Y Spy: Has coming up with such a large comedic group as The State given you a greater freedom to pursue these different avenues than a solitary comedian might have?

Showalter: I guess.  I don’t know.  There’s a body of work there that gives you a certain credibility.  It’s always nice when the audience is already on your side, where you have fans or people who like what you did and have followed you through these different things.  You’re not needing to convince anybody that you’re funny, even if you aren’t, which I probably am not.  It is nice to have slowly built up people who have been with us.

Y Spy: I have a few questions about the status of some projects that have been mentioned in the past.  First, I heard you were planning on remaking Night of the Living Dorks. What’s the status of that?

Showalter: That’s something that was gonna happen a long time ago, and I don’t know what’s happening with it.  I’m attached to direct that movie, but I think it’s been in turnaround for a long time.

Y Spy: What’s the status of the State movie?

Showalter: It’s another thing that we’ve talked about for all these years that we’d love to do, but it’s just something where it’s hard to get everybody to commit to it.  I think people want to do it, but everyone’s very busy.  We’re also now pretty spread out and getting old, and now everyone has kids.  I just think it’s a logistical thing.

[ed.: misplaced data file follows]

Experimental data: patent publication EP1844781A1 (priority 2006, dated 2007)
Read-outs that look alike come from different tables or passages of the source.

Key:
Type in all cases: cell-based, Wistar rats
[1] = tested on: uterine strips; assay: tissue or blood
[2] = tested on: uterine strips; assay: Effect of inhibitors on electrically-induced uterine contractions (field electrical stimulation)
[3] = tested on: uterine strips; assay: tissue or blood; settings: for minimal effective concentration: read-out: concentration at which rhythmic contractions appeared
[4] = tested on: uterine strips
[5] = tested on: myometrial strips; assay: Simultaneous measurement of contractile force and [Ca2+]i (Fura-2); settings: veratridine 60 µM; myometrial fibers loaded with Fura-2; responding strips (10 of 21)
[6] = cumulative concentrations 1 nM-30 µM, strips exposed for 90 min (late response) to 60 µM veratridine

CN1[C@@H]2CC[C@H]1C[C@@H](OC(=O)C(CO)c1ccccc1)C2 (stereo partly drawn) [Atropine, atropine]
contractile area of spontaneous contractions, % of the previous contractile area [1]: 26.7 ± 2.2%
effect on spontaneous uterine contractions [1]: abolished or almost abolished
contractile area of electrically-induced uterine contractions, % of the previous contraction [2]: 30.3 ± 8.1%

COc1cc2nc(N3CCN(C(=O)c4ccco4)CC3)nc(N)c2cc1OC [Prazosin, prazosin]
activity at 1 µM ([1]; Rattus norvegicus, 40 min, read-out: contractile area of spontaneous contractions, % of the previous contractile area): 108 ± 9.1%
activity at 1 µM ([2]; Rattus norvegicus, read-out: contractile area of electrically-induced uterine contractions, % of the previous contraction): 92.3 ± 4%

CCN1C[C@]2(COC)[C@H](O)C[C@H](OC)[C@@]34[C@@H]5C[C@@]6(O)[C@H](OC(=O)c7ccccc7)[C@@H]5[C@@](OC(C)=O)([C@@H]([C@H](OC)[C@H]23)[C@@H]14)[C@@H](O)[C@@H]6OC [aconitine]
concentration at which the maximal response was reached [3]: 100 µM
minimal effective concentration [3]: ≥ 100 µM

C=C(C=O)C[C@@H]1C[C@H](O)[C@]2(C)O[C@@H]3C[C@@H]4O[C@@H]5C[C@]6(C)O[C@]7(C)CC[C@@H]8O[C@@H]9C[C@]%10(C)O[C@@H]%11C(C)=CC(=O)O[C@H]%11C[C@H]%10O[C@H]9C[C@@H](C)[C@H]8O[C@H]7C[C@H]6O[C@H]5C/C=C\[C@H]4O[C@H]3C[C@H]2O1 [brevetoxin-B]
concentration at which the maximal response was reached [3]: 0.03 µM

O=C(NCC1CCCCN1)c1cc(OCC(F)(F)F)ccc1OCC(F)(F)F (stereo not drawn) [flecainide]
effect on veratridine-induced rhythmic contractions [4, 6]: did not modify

Y Spy: I assume I’ll get the same answer here, but Wet Hot American Summer II?

Showalter: Same thing.  I want to do it, but it hasn’t happened yet.

Y Spy: Are you planning to release another comedy album?

Showalter: I’d like to.  The book is on tape, which feels pretty comedy album-y.  I would like to do another comedy album, but I haven’t gotten around to it.  The people I did the first album with, we’ve talked about doing another one, and it’s definitely something I’d like to do someday.

Y Spy: The greatest and saddest thing I found in Sandwiches & Cats was the moment when you were so dismayed at being misidentified as Screech from Saved by the Bell. Would you care to expand upon those feelings about this mistaken identity?